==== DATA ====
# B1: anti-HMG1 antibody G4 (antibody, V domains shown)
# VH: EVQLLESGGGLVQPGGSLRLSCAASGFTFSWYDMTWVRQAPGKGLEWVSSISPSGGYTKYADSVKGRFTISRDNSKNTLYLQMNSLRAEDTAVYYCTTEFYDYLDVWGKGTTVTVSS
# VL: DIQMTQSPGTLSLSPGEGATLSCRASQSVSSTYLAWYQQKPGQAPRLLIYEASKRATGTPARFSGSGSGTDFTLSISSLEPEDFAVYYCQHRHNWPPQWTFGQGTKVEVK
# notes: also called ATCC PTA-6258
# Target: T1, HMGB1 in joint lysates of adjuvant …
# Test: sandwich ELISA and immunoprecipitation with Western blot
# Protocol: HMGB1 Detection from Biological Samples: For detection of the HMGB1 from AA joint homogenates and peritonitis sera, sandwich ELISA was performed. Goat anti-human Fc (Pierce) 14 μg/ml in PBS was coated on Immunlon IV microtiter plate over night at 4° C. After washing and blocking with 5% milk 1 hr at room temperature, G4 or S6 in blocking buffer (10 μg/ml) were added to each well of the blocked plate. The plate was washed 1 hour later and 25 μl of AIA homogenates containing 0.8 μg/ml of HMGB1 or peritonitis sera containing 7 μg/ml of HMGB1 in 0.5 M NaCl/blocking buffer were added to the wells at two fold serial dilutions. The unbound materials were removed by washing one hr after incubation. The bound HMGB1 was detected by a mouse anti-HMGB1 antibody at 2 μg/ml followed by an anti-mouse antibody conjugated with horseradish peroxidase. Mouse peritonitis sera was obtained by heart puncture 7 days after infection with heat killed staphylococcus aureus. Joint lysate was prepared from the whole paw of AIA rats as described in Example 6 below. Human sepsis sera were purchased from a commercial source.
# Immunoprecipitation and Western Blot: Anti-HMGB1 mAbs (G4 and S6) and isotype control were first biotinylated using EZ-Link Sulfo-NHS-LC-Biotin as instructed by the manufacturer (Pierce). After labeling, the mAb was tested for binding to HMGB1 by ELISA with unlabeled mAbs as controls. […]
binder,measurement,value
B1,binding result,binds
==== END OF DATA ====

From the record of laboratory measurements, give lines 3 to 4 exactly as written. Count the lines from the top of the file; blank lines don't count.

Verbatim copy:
# VL: DIQMTQSPGTLSLSPGEGATLSCRASQSVSSTYLAWYQQKPGQAPRLLIYEASKRATGTPARFSGSGSGTDFTLSISSLEPEDFAVYYCQHRHNWPPQWTFGQGTKVEVK
# notes: also called ATCC PTA-6258